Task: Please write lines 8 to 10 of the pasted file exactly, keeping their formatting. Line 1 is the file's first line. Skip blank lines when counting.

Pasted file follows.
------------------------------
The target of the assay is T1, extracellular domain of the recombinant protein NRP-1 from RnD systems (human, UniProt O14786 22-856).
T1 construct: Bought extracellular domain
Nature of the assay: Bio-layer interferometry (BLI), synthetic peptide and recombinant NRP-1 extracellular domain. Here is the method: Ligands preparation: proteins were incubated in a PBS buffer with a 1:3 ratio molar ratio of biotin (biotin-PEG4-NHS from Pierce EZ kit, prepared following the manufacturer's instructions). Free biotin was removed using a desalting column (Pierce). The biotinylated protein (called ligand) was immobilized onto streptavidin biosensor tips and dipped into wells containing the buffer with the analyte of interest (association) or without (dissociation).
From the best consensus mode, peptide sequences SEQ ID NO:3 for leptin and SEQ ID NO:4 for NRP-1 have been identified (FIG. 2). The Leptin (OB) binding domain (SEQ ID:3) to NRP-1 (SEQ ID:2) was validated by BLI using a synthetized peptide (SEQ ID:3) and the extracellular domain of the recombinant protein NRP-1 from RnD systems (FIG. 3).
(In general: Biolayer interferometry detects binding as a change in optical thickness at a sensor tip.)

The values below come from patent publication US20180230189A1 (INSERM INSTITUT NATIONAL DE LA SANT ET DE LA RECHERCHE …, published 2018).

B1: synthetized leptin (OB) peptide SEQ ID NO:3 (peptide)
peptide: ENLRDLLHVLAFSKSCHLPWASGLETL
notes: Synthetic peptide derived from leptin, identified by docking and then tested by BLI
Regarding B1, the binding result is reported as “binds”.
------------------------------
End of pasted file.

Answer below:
peptide: ENLRDLLHVLAFSKSCHLPWASGLETL
notes: Synthetic peptide derived from leptin, identified by docking and then tested by BLI
Regarding B1, the binding result is reported as “binds”.